Video Shows New York Governor Assisting Man Trapped in Car on Brooklyn-Queens Expressway

Andrew Cuomo
New York City Police Department officers did arrive by the time the video was recorded. Office of the Governor of New York

New York Governor Andrew Cuomo was filmed assisting a trapped motorist on the Brooklyn-Queens Expressway Monday afternoon. Video captured by the governor's office shows Cuomo helping a man climb out the driver's side door of a car that was perched on top of the highway median.

After leaving a luncheon hosted by the Association for a Better New York, Cuomo and his staff encountered a wreck on the thoroughfare which traverses Brooklyn and Queens. His office said the car appeared as if it was going to tip over.

Cuomo then cut a man who was trapped in the car out of his seatbelt and helped him as he stepped onto the median. Additional video shows the governor providing comfort to a woman at the scene. When they first came upon the wreck, the governor's office said, police had not yet arrived.

New York City Police Department officers did arrive by the time the video was recorded.

The Better New York luncheon was convened to preview upcoming infrastructure and transportation priorities. Cuomo was the event's featured speaker, and guests had to pay $150 (or $200 for non-members) for a seat.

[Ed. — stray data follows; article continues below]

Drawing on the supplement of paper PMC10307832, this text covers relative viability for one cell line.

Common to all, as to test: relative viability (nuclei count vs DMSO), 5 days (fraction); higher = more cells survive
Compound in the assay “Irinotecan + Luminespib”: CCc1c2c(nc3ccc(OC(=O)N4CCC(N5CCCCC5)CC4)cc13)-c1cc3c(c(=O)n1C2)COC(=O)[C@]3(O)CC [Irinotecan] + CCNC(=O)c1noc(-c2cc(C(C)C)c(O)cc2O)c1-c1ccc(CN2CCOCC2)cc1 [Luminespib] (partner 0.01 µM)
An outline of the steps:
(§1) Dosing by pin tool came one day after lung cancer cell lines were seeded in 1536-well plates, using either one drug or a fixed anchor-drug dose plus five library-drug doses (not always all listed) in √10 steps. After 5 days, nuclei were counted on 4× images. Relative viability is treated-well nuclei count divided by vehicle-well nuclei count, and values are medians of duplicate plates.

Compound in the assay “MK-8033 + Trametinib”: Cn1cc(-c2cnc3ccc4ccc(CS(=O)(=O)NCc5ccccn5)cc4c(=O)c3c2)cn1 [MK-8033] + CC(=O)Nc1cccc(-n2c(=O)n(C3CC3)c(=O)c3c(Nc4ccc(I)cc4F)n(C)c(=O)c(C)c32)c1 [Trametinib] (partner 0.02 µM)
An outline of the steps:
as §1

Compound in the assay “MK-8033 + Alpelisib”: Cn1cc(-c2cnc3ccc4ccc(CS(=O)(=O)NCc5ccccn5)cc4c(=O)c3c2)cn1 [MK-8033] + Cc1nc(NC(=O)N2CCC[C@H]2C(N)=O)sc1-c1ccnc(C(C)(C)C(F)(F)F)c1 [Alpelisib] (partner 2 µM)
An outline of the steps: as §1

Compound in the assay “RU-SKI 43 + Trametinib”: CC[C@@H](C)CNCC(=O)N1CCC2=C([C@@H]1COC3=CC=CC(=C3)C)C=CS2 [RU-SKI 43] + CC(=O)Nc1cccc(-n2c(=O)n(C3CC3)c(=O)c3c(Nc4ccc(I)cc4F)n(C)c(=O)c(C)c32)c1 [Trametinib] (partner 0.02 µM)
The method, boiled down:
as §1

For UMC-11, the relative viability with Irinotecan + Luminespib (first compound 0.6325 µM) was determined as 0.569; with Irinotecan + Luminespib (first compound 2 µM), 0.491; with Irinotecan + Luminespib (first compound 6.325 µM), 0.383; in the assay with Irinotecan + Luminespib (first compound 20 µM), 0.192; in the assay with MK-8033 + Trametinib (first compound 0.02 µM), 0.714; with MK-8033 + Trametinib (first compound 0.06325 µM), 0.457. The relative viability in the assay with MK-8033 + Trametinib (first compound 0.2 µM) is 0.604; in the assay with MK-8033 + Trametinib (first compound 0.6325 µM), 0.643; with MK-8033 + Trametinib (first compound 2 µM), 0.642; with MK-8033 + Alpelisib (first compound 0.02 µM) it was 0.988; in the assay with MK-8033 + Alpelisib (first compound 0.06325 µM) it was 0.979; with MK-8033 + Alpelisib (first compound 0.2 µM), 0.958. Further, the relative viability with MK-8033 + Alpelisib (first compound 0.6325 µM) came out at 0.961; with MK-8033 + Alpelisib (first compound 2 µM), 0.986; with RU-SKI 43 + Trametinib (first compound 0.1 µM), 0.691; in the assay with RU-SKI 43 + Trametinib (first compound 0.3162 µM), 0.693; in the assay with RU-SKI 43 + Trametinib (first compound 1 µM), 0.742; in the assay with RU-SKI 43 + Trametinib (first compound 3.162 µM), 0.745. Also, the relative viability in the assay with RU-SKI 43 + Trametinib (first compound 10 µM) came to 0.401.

The governor also used the occasion to address the growing number of anti-Semitic attacks in recent weeks that have targeted Jews in the New York metropolitan region.

"When the day is done and you pass the baton to your children, make sure you make the place better and stronger and sweeter," he said at the event. "If not, you fail, and we are not going to fail."

At a Solidarity March on Sunday organized by a local Jewish non-profit, Cuomo announced that an additional $45 million would be allocated to religious institutions to enhance security in the wake of recent hate crimes.

He also previewed new legislation he will propose when the state legislature reconvenes later this week that would pursue certain bias-motivated incidents as domestic terrorism.

Reports indicate that tens of thousands of Jews and New Yorkers of all stripes poured out for Sunday's march across the Brooklyn Bridge. According to a forthcoming report from the Center for the Study of Hate and Extremism at California State University, San Bernardino, hate crimes in New York City are on track to hit their highest levels since 2001.

"Fearing the next act of terror will not become the new normal for our Jewish neighbors," New York City Mayor Bill de Blasio said at a press conference in late December. "In New York City, diversity is our strength, and we respect the traditions of all who call New York City home. Intolerance will never take hold here."